One of the heuristically important findings in a clinical diagnostic study, which employed “numerical taxonomy,” was that inclusion of "social adjustment" variables with "psychopathological symptoms" and "personality characteristics," lowered the "predictive validity" of diagnoses at the time of the "index psychoses." In the same study, the "clusters" based on "psychopathological symptoms" and "personality characteristics" had good correspondence with diagnoses at the time of the "index psychosis" whereas the variables of "social adjustment" had not (Petho, 1984).

Concluding Remarks

In the foregoing, the essential prerequisites of a valid "psychiatric nosology" were described and the basic principles in the construction of such a "nosology" reviewed. It was emphasized that "psychiatric nosology" is based on the assumption (of philosophical materialism) that "naturally occurring mental illness" is an "objective reality"; and it was suggested that "mental disorders" must be studied in their "dynamic totality," i.e., in their (dialectic) "movements" and "changes" as they unfold within their specific "determining structure."

The role of "psychopathology" in general, and the importance of "phenomenology" in particular, in the diagnostic process was discussed. It was pointed out that "abnormal psychology" is not an adequate substitute for any of the "component disciplines" of "psychopathology"; and that none of the "component disciplines" of "general psychopathology" alone is an adequate substitute for "psychopathology," i.e., the integrating discipline, in the diagnostic process.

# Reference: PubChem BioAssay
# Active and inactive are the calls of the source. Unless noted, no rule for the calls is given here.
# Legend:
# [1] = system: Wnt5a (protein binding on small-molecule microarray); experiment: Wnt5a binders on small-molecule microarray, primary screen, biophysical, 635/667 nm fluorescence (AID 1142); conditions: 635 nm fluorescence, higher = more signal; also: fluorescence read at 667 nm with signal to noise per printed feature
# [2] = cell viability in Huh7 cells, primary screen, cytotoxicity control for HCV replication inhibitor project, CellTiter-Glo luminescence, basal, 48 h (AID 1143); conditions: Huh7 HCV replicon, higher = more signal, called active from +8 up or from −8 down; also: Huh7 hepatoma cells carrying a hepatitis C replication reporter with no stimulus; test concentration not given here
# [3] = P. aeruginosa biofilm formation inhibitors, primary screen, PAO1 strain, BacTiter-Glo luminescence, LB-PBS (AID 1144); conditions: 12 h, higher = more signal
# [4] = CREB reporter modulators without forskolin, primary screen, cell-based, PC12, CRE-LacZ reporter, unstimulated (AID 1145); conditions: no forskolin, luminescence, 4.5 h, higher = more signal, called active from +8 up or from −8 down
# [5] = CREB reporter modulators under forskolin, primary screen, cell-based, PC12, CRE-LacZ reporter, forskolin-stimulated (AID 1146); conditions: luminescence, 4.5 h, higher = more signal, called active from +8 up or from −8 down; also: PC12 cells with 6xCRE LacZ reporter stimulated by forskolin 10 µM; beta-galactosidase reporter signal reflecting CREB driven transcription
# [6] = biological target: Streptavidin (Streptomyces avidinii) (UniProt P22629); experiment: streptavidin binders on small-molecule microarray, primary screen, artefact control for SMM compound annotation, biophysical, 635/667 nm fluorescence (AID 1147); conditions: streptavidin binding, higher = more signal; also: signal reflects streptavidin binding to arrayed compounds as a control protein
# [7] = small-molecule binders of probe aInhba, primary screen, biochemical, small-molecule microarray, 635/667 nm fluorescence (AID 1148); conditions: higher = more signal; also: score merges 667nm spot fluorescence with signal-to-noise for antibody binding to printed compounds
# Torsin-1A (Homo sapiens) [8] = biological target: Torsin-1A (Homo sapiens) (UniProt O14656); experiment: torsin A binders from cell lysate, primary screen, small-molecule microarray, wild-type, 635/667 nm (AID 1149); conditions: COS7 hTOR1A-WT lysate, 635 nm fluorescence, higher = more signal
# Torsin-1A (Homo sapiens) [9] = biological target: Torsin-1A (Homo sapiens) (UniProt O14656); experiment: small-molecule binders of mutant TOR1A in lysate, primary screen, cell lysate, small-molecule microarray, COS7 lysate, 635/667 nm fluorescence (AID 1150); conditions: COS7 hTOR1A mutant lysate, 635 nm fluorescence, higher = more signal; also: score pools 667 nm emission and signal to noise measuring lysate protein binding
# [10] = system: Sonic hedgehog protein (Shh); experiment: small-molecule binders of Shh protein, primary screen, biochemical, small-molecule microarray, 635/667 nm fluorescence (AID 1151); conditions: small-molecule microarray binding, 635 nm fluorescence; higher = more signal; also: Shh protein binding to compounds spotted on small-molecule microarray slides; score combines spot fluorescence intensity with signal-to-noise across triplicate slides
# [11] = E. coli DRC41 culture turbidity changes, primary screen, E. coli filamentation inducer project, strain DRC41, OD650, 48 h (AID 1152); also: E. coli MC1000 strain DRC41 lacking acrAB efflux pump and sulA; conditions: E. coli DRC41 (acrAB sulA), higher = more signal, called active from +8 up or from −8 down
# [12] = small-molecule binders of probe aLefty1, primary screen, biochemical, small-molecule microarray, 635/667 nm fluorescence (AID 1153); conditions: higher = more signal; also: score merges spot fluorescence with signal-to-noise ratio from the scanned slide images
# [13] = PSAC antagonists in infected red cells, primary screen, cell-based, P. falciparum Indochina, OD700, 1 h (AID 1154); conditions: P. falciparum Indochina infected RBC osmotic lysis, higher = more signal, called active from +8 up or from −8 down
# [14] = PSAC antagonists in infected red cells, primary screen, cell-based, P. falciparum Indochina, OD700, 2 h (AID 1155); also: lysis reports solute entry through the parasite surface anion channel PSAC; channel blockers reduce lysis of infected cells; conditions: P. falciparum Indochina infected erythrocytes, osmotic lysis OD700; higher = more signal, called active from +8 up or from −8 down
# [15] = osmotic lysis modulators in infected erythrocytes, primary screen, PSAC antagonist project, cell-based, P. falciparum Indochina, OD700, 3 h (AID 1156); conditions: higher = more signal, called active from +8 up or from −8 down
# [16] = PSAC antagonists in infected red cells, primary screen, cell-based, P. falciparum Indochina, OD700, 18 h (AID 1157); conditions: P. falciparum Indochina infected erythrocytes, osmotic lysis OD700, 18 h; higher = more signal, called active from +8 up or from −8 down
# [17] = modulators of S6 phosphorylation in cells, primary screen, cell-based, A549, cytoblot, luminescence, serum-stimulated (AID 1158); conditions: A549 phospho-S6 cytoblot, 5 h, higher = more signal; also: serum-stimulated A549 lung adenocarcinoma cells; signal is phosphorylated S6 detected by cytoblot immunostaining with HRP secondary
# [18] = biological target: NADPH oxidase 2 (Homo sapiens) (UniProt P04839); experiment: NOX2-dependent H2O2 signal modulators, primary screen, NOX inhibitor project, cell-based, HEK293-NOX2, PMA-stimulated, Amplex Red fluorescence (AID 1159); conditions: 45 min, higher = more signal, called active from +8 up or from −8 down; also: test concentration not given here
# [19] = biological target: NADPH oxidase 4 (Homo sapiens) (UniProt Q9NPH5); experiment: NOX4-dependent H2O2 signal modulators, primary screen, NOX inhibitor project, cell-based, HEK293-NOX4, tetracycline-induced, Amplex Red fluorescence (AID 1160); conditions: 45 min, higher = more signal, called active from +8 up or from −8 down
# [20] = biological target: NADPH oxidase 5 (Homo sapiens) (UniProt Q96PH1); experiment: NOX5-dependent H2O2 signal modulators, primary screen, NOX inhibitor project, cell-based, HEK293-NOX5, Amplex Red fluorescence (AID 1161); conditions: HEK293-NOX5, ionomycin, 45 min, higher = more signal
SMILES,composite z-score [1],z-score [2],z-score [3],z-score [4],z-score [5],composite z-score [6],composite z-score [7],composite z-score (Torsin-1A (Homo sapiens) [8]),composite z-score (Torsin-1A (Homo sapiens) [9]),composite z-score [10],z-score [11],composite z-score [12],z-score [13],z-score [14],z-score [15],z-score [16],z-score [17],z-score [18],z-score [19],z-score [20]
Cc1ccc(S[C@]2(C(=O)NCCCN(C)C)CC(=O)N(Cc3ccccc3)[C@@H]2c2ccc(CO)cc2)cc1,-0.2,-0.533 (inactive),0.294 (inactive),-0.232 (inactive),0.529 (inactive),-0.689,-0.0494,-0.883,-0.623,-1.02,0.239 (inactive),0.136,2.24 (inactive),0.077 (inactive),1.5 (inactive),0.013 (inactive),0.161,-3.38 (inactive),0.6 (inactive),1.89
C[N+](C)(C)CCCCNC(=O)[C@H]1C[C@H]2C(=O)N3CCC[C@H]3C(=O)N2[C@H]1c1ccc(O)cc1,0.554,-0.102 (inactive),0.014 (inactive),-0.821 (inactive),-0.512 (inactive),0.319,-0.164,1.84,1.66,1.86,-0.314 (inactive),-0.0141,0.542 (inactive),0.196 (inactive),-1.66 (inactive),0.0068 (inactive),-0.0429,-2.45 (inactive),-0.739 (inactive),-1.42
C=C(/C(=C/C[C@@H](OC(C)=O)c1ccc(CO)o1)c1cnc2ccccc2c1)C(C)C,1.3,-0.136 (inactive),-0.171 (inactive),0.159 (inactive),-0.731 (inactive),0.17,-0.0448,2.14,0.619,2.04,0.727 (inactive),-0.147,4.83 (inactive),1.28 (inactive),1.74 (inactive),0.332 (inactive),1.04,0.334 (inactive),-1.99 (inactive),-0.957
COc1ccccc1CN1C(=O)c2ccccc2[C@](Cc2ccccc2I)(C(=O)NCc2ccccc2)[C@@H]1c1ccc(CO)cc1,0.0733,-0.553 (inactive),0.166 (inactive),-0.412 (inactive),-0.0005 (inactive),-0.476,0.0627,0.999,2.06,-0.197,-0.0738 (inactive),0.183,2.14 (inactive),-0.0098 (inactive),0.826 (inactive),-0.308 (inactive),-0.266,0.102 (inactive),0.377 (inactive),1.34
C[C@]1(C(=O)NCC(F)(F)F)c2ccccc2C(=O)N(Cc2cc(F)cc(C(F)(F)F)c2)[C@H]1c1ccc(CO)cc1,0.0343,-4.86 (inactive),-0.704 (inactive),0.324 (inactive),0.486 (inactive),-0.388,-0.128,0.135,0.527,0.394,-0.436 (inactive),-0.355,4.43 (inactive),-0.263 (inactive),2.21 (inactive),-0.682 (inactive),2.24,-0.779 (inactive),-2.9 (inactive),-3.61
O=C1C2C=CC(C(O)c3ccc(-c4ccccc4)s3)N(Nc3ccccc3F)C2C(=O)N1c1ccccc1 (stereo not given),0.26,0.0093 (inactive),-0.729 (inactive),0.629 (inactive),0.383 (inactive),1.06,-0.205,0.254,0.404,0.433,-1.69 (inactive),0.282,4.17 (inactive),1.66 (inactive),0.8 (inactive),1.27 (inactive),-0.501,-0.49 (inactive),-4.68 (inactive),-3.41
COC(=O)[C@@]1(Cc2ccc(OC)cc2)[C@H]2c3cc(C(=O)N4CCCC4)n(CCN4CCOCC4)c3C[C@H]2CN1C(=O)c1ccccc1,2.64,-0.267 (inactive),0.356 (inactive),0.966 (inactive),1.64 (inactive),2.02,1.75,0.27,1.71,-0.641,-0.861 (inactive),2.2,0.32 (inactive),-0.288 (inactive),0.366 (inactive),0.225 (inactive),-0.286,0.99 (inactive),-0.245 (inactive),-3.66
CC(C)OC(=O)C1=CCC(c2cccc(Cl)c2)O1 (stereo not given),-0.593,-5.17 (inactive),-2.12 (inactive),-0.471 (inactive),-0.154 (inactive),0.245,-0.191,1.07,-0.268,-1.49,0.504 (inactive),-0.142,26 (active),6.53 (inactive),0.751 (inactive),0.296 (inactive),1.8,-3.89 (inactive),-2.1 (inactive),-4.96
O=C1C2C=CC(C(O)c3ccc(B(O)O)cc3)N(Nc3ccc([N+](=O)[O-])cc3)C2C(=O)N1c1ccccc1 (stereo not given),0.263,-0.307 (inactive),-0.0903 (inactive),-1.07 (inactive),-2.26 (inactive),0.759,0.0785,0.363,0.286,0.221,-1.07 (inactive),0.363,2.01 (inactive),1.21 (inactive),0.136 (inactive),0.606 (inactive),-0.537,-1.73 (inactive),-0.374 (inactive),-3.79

Attention was focused on the distinctiveness between "form" and "content" in terms of "psychopathological symptoms" and in terms of the "psychopathological process," i.e., "onset," "course" and "outcome"; and an attempt was made to demonstrate that it is the information on the "how," i.e., on the "form" and not the information on the "why," i.e., on the "content," which is of diagnostic significance.

Some of the "theoretical controversies," such as the controversy of "categorical" vs "dimensional" diagnoses, and the "hierarchy" of diagnoses, were reviewed; and some of the "methodological issues," such as "phyletic vs "phenetic" nosologies, "inferential" vs "empirical" classifications, and "monothetic" vs "polythetic" taxonomies, were examined.

Finally, the difficulties in constructing a "truly empirical" classification of psychiatric disorders were discussed, with special consideration to the possibility that confounding the exploration of "phenomenology" with the study of "meaningful connections" may impede the diagnostic process. The same applies to the broadening of the scope of information from "psychopathology" to "social adjustment" which instead of adding a new dimension may decrease the validity of diagnoses.